Before the iPad when there was just the iPhone, BlackBerry and various Android smartphones, things were a lot easier. The phone was (and still is) the thing you always carried with you. In business it was used for sending messages and checking e-mails. On the phone we had apps, and these apps were designed for tasks you could do in a short space of time. For business use we were discussing apps to quickly review and approve purchases, to have a quick look at some KPI:s. Then came the iPad and confused us all.
Posts by Dan Matthews
Chief Technology Officer
As the Chief Technology Officer (CTO) at IFS, Dan’s responsibilities encompass researching, formulating, and communicating the strategic direction for IFS Applications. To this end Dan leads the Research & Strategy unit within IFS, as well as manages IFS’s partnerships with Microsoft, Oracle and other players. With one foot deep in the IT industry and the other firmly grounded in dialogue with IFS’s customers across industries, Dan is in a unique position to see new trends in business technology both from the vendors and the customers’ point of view. Dan is a frequent speaker at IFS and industry events. Since joining IFS in 1996, Dan has held a number of positions within the company including software engineer and project manager. Early in his IFS career, Dan played a vital role in the initial development of a graphical user interface for IFS Applications. Recently he has been the driving force behind the innovative IFS Enterprise Explorer user interface with the aim of bringing good design and true user productivity to enterprise applications, and IFS Touch Apps bringing the use of Smartphones to enterprises. Prior to joining the company, Dan ran his own software development business. Having started the company during his final two years studying computer science and software engineering at the Linköping Institute of Technology, Dan chose to move on to IFS in order to be part of a larger organization and further develop his skills. Outside of the workplace, Dan pursues his hobbies of carpentry and cross-country skiing.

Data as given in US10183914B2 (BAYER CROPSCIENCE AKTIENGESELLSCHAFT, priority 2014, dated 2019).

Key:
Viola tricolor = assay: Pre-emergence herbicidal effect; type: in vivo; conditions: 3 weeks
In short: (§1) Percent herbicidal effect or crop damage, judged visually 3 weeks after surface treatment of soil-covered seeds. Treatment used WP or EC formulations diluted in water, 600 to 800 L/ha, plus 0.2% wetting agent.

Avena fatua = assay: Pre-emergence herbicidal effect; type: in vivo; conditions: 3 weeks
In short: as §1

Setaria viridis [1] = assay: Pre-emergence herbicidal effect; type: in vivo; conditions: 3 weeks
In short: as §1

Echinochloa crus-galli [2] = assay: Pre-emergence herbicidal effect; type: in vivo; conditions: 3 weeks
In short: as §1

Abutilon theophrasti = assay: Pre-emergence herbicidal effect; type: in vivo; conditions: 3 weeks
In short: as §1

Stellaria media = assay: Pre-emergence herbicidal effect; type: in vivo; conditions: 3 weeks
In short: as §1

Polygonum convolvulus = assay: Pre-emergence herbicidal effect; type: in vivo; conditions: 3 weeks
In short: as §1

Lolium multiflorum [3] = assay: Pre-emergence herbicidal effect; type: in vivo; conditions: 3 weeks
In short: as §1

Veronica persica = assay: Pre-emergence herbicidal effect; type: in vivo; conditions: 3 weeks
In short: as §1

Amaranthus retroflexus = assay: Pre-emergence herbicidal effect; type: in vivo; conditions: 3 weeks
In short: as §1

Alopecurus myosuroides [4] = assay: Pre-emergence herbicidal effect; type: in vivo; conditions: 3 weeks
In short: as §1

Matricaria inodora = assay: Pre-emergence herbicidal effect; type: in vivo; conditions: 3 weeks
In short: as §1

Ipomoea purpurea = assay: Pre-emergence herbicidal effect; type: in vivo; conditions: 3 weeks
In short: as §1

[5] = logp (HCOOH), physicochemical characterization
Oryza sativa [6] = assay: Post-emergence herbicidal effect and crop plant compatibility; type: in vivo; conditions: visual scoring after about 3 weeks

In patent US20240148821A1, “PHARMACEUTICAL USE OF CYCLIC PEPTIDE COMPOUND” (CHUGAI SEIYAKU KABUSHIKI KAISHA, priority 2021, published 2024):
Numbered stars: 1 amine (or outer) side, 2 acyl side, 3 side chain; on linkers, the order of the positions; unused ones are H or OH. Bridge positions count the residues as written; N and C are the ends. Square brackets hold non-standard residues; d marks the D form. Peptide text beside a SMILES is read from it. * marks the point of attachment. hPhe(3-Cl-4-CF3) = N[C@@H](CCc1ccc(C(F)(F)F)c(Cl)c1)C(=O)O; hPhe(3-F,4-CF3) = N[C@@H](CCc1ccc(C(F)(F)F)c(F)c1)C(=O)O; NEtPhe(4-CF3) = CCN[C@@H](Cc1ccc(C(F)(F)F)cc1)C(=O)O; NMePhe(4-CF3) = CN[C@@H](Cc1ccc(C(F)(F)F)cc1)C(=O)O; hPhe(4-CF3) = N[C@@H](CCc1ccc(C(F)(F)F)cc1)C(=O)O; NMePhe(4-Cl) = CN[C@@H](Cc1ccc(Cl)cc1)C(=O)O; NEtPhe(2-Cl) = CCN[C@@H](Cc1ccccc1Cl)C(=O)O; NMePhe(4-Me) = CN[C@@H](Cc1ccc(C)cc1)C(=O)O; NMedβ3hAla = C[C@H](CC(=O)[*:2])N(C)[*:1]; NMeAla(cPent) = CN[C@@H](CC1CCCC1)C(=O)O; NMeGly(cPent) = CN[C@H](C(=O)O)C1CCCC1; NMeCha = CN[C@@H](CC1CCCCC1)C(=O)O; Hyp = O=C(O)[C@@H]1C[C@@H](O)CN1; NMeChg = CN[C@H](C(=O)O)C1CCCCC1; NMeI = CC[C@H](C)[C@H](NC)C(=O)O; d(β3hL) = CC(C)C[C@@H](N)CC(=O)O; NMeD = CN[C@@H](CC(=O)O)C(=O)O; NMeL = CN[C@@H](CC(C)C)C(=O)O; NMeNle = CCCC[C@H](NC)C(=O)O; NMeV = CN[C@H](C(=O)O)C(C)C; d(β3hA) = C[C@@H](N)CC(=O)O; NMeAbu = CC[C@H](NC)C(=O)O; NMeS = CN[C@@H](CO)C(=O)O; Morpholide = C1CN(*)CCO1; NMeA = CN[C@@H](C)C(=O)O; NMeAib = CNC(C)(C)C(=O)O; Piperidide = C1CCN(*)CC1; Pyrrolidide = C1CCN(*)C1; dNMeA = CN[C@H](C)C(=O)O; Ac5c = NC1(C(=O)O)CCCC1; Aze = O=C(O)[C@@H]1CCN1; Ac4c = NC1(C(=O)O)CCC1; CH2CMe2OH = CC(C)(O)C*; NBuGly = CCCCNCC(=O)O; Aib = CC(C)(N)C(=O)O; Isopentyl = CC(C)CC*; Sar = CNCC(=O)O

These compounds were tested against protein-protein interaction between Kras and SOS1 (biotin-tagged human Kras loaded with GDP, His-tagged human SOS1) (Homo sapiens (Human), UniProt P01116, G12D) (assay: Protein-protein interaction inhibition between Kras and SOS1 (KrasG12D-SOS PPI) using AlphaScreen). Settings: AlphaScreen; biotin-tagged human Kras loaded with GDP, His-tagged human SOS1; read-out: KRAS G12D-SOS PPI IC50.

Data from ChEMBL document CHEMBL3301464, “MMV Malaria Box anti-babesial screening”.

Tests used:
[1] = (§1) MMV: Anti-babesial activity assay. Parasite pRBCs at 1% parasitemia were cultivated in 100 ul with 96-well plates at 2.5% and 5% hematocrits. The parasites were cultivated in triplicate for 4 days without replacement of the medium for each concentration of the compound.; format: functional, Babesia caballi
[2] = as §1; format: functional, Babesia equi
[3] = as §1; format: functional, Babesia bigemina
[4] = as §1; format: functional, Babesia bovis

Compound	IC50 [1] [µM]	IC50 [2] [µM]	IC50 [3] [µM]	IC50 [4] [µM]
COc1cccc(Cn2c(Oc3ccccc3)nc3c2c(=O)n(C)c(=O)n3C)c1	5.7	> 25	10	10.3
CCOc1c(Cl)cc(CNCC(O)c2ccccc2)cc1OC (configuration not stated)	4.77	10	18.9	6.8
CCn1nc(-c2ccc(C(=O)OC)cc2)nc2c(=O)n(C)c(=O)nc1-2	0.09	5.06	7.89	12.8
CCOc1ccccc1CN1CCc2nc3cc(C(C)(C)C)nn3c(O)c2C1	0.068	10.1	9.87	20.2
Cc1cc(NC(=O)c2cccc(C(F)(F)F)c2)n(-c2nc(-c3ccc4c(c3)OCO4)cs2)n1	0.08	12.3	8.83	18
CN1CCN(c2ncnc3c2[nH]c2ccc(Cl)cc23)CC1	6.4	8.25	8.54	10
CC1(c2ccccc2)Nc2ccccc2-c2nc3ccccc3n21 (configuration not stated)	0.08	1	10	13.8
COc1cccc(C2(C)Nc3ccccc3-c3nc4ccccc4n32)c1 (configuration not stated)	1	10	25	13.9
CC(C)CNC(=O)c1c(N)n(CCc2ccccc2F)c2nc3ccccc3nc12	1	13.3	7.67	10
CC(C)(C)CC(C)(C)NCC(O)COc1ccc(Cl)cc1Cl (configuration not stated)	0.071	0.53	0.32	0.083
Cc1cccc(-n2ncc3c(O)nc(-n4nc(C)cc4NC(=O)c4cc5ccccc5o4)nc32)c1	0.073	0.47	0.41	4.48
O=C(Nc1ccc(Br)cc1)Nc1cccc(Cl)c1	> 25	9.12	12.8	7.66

In software a good user experience requires excellent usability. On top of that it also needs an appealing visual design, high quality, good performance. But most importantly it needs “it”. The “it” that creates the “must have” and “love to use” desires.
And therein lays the problem. What really is “it”? How could we describe what we are looking for?
A couple of weeks ago I was moderating a lunch time discussion called “The cloud – myths and realities”. Invited key speakers were Graham Taylor who is the CEO of OpenForum Europe, and Mikael Bäck who is responsible for strategy and portfolio management for Ericsson’s fixed and mobile networks. Unlike cloud talk of late this discussion was refreshingly free from over-hyping, striking more of a “swings and roundabouts” tone.